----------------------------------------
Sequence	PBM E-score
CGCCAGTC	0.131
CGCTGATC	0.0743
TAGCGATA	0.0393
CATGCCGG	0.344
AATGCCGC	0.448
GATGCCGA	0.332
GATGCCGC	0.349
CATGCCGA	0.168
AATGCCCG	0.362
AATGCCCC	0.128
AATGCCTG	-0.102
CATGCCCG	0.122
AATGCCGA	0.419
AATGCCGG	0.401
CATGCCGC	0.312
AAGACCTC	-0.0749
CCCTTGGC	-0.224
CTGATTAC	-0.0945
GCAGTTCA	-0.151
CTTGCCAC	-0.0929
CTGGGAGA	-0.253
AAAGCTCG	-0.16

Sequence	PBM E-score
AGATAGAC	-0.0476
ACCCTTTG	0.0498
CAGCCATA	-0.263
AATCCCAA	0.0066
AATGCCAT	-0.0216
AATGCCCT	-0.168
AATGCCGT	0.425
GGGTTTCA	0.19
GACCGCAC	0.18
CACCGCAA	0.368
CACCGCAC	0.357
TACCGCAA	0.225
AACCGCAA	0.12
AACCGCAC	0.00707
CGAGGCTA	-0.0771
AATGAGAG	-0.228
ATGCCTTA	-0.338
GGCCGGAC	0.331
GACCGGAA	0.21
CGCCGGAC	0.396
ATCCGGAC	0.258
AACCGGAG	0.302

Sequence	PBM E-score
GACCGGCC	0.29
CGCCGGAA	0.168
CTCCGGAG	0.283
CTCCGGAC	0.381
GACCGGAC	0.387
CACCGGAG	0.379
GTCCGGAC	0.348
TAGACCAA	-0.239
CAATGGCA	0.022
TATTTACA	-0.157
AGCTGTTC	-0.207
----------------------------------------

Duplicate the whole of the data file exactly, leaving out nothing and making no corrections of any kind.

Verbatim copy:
Sequence	PBM E-score
CGCCAGTC	0.131
CGCTGATC	0.0743
TAGCGATA	0.0393
CATGCCGG	0.344
AATGCCGC	0.448
GATGCCGA	0.332
GATGCCGC	0.349
CATGCCGA	0.168
AATGCCCG	0.362
AATGCCCC	0.128
AATGCCTG	-0.102
CATGCCCG	0.122
AATGCCGA	0.419
AATGCCGG	0.401
CATGCCGC	0.312
AAGACCTC	-0.0749
CCCTTGGC	-0.224
CTGATTAC	-0.0945
GCAGTTCA	-0.151
CTTGCCAC	-0.0929
CTGGGAGA	-0.253
AAAGCTCG	-0.16

Sequence	PBM E-score
AGATAGAC	-0.0476
ACCCTTTG	0.0498
CAGCCATA	-0.263
AATCCCAA	0.0066
AATGCCAT	-0.0216
AATGCCCT	-0.168
AATGCCGT	0.425
GGGTTTCA	0.19
GACCGCAC	0.18
CACCGCAA	0.368
CACCGCAC	0.357
TACCGCAA	0.225
AACCGCAA	0.12
AACCGCAC	0.00707
CGAGGCTA	-0.0771
AATGAGAG	-0.228
ATGCCTTA	-0.338
GGCCGGAC	0.331
GACCGGAA	0.21
CGCCGGAC	0.396
ATCCGGAC	0.258
AACCGGAG	0.302

Sequence	PBM E-score
GACCGGCC	0.29
CGCCGGAA	0.168
CTCCGGAG	0.283
CTCCGGAC	0.381
GACCGGAC	0.387
CACCGGAG	0.379
GTCCGGAC	0.348
TAGACCAA	-0.239
CAATGGCA	0.022
TATTTACA	-0.157
AGCTGTTC	-0.207